Saturday, December 29, 2012

DIY: Makeup Brush Case










Whenever I go traveling, I always stuff my makeup brushes into a ziploc bag, which mushes the brushes and spreads my makeup onto the other brushes...but no more!

I now have a functional and cute case to store them in! Deborah Moebe's book, Stitch by Stitch, has a tutorial on how to make a picnic placemat, and I modified her instructions to make a laminated makeup brush case. I wanted to line my case with a plastic lining so that it can be cleaned easily, but I couldn't find any laminated fabric with a cute design at Jo Ann's and I was too impatient to order it online, so I used a shower curtain! It's a lot cheaper that way too, and mildew and bacteria resistant! Perfect!

The instructions below will be how I made the orange case, but I'll list out how I modified them to make the black cases. (see modification notes within the steps).







Materials:
-
1/2 yard of fabric for the case
- 2  1/4 yard (2.1 m) of 3" wide continuous bias tape (for the edges)
- shower curtain (for the plastic lining)
- fabric scissors/rotary cutter
- pins
- matching thread
- chalk/disappearing ink pen
- ruler

Not pictured:
- iron
- straw (for making the ties to close the case)
- kabob stick (for making the ties to close the case)

Directions:
1. Cut out two 18" x 18" squares of the patterned fabric using the selvage edge as a guide. Then, cut out one
18" x 18" square of the shower curtain.

(See Modification #2) 











2. With the ugly/wrong sides of the patterned fabric together, and the plastic lining on top, pin the fabric together and stitch along all 4 edges with a 3/8" seam allowance. Note: Since you'll be pinning the plastic lining, pin within the seam allowance, so you won't see any holes.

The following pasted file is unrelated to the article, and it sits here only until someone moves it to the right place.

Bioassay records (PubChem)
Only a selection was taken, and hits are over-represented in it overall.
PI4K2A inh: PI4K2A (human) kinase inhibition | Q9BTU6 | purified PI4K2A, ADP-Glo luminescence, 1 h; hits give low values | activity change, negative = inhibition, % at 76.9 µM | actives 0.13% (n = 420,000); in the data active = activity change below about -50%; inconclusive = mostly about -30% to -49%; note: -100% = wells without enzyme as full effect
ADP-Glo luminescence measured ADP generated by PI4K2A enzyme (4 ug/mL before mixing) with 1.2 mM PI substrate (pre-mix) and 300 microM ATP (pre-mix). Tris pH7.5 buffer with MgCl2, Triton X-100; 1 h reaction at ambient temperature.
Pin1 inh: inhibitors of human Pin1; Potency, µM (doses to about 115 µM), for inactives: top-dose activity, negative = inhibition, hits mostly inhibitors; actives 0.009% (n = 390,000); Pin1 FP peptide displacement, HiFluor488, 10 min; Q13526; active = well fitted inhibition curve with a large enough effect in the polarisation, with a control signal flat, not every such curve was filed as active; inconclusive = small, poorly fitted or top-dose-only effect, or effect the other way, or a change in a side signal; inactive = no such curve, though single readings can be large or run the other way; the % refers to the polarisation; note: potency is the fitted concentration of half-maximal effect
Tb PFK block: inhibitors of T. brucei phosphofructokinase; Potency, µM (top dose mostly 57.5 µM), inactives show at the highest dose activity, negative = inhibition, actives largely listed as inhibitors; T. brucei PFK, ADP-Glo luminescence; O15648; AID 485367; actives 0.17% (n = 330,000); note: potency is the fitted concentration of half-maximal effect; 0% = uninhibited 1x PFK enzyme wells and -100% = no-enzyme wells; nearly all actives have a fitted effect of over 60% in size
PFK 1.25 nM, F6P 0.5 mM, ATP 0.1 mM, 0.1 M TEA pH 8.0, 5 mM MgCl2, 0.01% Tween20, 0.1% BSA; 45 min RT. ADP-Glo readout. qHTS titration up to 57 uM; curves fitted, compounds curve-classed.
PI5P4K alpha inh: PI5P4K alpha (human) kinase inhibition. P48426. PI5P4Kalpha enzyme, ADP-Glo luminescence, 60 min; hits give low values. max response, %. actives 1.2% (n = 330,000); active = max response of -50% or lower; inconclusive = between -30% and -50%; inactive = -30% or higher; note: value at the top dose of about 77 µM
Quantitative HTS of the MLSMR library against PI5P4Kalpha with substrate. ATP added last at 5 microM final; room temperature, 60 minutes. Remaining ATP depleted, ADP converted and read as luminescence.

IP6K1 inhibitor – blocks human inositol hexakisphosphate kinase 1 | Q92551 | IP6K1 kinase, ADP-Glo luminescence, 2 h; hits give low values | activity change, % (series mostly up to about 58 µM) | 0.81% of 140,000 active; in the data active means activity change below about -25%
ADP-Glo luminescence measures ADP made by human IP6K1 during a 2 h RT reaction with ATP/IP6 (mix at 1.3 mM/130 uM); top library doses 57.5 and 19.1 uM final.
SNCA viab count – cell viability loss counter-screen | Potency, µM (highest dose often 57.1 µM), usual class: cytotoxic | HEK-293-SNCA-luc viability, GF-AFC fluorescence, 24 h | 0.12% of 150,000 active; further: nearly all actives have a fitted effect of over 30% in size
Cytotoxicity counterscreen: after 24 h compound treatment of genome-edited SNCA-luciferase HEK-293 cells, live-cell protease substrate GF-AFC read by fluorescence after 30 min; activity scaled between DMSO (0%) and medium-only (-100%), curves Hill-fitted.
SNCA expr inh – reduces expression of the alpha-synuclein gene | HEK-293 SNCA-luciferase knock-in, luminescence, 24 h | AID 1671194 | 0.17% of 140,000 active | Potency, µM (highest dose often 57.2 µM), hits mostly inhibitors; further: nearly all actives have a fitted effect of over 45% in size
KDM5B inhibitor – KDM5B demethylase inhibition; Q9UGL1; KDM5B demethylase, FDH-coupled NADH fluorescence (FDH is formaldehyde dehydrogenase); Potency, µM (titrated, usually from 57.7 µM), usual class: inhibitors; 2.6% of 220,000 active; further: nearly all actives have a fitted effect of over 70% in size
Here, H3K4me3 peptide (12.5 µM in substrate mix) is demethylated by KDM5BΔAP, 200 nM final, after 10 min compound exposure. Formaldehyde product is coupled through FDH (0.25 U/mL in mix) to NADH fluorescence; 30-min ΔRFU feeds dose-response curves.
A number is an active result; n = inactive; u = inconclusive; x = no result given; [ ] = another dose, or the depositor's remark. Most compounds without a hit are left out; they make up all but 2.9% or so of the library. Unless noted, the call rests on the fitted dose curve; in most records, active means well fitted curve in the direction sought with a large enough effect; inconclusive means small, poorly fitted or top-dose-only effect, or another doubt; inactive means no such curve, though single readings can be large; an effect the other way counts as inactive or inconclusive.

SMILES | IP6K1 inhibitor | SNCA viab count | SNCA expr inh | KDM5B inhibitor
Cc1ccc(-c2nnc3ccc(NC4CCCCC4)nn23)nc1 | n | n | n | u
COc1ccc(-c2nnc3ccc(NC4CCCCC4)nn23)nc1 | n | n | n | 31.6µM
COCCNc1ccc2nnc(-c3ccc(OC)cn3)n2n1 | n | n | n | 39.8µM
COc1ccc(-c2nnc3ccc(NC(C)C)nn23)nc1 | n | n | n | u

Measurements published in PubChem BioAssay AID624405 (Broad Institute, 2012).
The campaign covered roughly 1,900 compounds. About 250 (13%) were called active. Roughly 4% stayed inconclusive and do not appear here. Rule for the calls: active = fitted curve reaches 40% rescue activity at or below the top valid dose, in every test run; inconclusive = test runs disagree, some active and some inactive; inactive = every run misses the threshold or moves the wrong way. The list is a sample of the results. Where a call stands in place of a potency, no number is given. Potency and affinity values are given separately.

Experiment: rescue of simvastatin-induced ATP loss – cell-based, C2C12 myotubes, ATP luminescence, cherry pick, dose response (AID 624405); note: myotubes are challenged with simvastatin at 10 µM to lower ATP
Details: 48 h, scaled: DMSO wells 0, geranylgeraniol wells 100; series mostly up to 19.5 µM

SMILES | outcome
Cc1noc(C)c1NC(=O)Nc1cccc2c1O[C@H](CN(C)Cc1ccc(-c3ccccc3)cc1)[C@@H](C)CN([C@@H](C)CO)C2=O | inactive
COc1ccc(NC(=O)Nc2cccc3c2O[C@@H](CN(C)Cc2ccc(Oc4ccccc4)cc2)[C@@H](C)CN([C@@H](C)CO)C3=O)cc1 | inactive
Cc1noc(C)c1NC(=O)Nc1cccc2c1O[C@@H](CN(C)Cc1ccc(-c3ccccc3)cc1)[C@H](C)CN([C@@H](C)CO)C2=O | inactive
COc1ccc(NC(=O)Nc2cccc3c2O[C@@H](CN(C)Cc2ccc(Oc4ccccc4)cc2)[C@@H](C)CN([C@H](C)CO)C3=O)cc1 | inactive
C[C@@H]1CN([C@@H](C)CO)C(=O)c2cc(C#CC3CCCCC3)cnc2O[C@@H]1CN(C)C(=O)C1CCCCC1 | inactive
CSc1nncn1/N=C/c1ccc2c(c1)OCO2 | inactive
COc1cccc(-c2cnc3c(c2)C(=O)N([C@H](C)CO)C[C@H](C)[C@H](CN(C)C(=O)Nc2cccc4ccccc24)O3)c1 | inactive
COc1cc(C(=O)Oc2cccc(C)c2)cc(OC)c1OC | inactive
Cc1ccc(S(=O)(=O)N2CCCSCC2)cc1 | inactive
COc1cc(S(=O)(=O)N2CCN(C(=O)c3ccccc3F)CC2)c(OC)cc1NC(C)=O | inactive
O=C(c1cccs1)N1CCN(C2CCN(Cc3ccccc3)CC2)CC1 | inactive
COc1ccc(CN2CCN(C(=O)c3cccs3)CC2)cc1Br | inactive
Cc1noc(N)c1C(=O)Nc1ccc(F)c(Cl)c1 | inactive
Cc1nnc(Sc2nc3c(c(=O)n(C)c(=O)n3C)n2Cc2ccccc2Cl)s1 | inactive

3. With the plastic lining side up, fold up the bottom edge. Later, this will become the pocket for the brushes.   This step is to pin the bias tape to the edge of the pocket. For directions on how to make bias tape, see my former post, DIY: Bias Tape.









4. Open up one fold of the bias tape and pin it to the edge of the pocket. Trim off the excess bias tape.













5. Pin only to the pocket, and not including the back of the makeup brush case.













6. Using the fold as a guide, stitch the bias tape in place. Make sure to remove the pins beforehand!













7. Now that the bias tape is sewed onto one side, fold it over the raw edge onto the other side and pin it in place. You can press the bias tape (on very low heat and quickly) before you pin, or skip the pressing step if you're afraid you're going to melt the plastic lining.










8. Stitch very close to the edge to secure the bias tape in place. Deborah Moebes stitches the bias tape in place with a method she calls, "Stitching the Ditch" where she turns the project over to the side that is already stitched, and stitches onto the seam, hiding the new stitches in the "ditch". I tried this here and sometimes it didn't catch the bias tape on the other side, so it can be a little messy when you try to fix it. Personally, it doesn't bother me to just stitch closely to the edge of the fabric we just pinned.


9. Now with the plastic lining side up, fold up the bottom edge to form the pocket for the brushes. Here, I folded up 5.25", which in hindsight I think is too deep. I would advise taking your shortest brush and using that as a guide for how deep to make your pocket.

(See Modification #3) 







10. Turn your case around so that the pocket is at the top. Now we will attach bias tape to the remaining 3 edges of the case, the same way we had done for the pocket. Leave about an inch hanging off at the beginning. Unfold one edge of the bias tape and pin it along the edge of  the case lining up the raw edges. Here, I pinned it to the right edge of the case.






11. Stitch down one side until you are 5/8" (the width of the bias tape fold) away from the edge and back stitch.

(See Modification #4) 











12. Fold the tail end of the bias tape over to the right so it forms a diagonal line to the corner. Then, holding that diagonal part in place, fold the tape over to the left and pin the tape in place lining up the raw edges.